A 3-year-old nearly died after his family's "wolf-dog hybrid" bit off his hand.
The Washington family is known to both Thurston County law enforcement and Wolf Haven International for breeding those hybrids, according to KCPQ.
Several of the animals have been rescued by the Tenino sanctuary.
Officials say DNA tests revealed that the "dogs" being used for breeding were actually 100 percent wolves, which is illegal. For it to be legal, the hybrids can only contain up to 98 percent of wolf DNA.
"A lot of times what happens, people think they are going to get the best of both worlds but often they end up with the worst traits, they end up with a predator who is not afraid of humans and that is a really dangerous combination," Wendy Spencer, who runs the sanctuary at Wolf Haven International, told KCPQ.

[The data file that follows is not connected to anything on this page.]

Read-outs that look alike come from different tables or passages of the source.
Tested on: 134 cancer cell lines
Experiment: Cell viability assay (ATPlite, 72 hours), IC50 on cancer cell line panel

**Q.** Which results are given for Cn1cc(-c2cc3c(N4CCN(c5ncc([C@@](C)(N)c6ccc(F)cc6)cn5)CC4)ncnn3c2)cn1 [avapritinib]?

Spencer said that calls for help about these wolf-dogs come in almost daily.
"It is a huge issue. I think a lot of people don't realize this is happening in our own backyard," she said.
The business is lucrative. Hybrids sell for thousands of dollars apiece.
The family of the wounded child maintains that they are following the law in breeding the dogs, but DNA testing has shown they have bred full wolves in the past.
"It was a time-bomb waiting to happen," said Spencer. "It was a really volatile situation."